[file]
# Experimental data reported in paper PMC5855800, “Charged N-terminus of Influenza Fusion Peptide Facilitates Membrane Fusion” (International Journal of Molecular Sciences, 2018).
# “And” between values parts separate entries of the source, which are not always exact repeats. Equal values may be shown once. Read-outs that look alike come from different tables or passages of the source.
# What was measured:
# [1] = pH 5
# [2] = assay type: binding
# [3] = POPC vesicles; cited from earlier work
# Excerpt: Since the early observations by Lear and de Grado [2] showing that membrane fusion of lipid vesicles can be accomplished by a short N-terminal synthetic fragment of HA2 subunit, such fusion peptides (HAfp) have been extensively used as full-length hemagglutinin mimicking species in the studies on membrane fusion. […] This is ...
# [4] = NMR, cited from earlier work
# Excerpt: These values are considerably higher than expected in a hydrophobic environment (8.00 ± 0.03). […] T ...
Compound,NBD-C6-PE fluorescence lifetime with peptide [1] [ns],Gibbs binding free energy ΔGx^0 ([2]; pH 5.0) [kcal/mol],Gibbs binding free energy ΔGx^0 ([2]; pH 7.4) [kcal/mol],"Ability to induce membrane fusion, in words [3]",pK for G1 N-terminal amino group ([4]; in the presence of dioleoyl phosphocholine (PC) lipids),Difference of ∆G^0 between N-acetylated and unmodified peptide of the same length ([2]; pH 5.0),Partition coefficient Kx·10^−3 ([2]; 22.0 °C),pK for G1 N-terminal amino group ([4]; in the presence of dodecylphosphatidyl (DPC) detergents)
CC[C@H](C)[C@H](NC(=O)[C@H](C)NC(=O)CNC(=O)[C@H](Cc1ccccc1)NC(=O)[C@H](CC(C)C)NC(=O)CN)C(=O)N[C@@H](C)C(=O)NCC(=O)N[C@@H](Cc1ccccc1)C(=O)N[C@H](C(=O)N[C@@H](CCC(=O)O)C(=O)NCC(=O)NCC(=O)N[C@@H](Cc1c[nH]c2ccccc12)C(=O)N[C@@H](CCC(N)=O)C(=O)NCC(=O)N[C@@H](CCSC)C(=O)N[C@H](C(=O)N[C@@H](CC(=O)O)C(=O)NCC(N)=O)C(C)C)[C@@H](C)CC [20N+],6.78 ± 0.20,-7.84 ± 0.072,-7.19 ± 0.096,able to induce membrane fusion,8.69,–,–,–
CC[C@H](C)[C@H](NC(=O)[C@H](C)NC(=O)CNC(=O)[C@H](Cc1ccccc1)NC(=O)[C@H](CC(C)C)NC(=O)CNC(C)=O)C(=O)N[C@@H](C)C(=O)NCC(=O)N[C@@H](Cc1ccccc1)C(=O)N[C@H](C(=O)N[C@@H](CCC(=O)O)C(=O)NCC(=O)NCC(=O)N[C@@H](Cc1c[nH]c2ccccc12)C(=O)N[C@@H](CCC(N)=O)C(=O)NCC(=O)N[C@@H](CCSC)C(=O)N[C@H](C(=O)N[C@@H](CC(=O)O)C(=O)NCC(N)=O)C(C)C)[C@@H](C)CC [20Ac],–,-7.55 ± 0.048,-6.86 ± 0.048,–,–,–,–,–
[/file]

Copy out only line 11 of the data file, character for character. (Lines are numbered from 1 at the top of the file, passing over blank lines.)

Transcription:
CC[C@H](C)[C@H](NC(=O)[C@H](C)NC(=O)CNC(=O)[C@H](Cc1ccccc1)NC(=O)[C@H](CC(C)C)NC(=O)CN)C(=O)N[C@@H](C)C(=O)NCC(=O)N[C@@H](Cc1ccccc1)C(=O)N[C@H](C(=O)N[C@@H](CCC(=O)O)C(=O)NCC(=O)NCC(=O)N[C@@H](Cc1c[nH]c2ccccc12)C(=O)N[C@@H](CCC(N)=O)C(=O)NCC(=O)N[C@@H](CCSC)C(=O)N[C@H](C(=O)N[C@@H](CC(=O)O)C(=O)NCC(N)=O)C(C)C)[C@@H](C)CC [20N+],6.78 ± 0.20,-7.84 ± 0.072,-7.19 ± 0.096,able to induce membrane fusion,8.69,–,–,–